When it comes to Keiko Mecheri's Myrrhe et Merveilles the thrill of the unexpected in meeting myrrh in a modern formula is fractured into a thousand pieces. La Myrrhe by Serge Lutens just had it for lunch. For a long time I felt that the Mecheri line followed the Lutensian opus a bit too closely for comfort; it felt like glorified duping and if one is going that way why not admit it... I thought. But thankfully testing and retesting for the purposes of really getting an education on myrrh, I saw the error of my ways and finally came to appreciate this Mecheri fragrance for what it is: a luxurious and somewhat aloof soapy myrrh; one which showcases the element quite well without the mushroom earthiness of La Myrrhe.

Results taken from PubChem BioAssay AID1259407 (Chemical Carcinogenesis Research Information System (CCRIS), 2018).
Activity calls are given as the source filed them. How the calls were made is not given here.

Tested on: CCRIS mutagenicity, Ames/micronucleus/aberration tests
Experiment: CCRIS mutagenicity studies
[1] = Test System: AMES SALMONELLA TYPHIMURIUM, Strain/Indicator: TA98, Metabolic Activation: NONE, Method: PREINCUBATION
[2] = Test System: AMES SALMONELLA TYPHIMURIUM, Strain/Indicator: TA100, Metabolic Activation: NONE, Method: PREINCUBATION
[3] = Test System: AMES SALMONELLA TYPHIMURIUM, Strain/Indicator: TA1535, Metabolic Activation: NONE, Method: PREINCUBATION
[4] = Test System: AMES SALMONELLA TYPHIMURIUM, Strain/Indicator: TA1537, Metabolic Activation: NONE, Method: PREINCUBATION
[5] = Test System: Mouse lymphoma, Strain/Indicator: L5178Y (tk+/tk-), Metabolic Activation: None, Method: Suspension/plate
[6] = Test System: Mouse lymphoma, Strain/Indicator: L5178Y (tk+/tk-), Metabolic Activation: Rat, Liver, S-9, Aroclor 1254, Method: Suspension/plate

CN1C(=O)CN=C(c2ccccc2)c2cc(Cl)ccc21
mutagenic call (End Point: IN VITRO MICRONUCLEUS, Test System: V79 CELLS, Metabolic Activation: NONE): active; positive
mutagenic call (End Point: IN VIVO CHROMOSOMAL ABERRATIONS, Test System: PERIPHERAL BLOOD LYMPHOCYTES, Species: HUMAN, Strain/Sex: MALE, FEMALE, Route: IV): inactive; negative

|by Taras Loboda, Ukrainian painter, 1961 via|
If you squeeze your eyes a bit and look at it that way, Myrrhe et Merveilles might start giving you impressions of classic YSL Opium. It's only a slice of its hot iron hiss on a white starched shirt but it's plenty. The floral heart is rather spicy like carnations and almond blossoms smothered in musk. The musk is so prominent that the compoisition feels silken. Powdery almost. The "merveilles" (i.e. wonders) manifest themselves through the details, but they're enough to differentiate it from its mystical predecessor.
If your track record in orientals is good so far Myrrhe et Merveilles can only enhance it.